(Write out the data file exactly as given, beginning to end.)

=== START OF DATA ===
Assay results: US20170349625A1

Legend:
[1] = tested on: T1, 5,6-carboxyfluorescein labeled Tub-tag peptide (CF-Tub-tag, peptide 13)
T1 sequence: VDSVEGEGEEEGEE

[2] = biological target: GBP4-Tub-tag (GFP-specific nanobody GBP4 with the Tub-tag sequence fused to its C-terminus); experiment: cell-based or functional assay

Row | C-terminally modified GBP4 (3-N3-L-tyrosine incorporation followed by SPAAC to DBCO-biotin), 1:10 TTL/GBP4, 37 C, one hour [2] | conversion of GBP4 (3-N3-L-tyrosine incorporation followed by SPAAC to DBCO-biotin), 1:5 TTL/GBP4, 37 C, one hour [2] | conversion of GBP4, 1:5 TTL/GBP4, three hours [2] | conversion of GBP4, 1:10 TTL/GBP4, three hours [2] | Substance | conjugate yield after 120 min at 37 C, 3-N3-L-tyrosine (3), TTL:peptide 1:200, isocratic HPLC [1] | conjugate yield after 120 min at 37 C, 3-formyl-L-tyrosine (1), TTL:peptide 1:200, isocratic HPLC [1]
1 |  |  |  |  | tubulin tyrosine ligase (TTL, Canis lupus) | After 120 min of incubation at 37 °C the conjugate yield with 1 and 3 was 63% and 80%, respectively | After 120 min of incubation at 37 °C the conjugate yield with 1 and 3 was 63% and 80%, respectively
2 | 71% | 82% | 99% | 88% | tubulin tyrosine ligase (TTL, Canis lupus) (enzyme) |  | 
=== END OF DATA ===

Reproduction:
Assay results: US20170349625A1

Legend:
[1] = tested on: T1, 5,6-carboxyfluorescein labeled Tub-tag peptide (CF-Tub-tag, peptide 13)
T1 sequence: VDSVEGEGEEEGEE

[2] = biological target: GBP4-Tub-tag (GFP-specific nanobody GBP4 with the Tub-tag sequence fused to its C-terminus); experiment: cell-based or functional assay

Row | C-terminally modified GBP4 (3-N3-L-tyrosine incorporation followed by SPAAC to DBCO-biotin), 1:10 TTL/GBP4, 37 C, one hour [2] | conversion of GBP4 (3-N3-L-tyrosine incorporation followed by SPAAC to DBCO-biotin), 1:5 TTL/GBP4, 37 C, one hour [2] | conversion of GBP4, 1:5 TTL/GBP4, three hours [2] | conversion of GBP4, 1:10 TTL/GBP4, three hours [2] | Substance | conjugate yield after 120 min at 37 C, 3-N3-L-tyrosine (3), TTL:peptide 1:200, isocratic HPLC [1] | conjugate yield after 120 min at 37 C, 3-formyl-L-tyrosine (1), TTL:peptide 1:200, isocratic HPLC [1]
1 |  |  |  |  | tubulin tyrosine ligase (TTL, Canis lupus) | After 120 min of incubation at 37 °C the conjugate yield with 1 and 3 was 63% and 80%, respectively | After 120 min of incubation at 37 °C the conjugate yield with 1 and 3 was 63% and 80%, respectively
2 | 71% | 82% | 99% | 88% | tubulin tyrosine ligase (TTL, Canis lupus) (enzyme) |  | 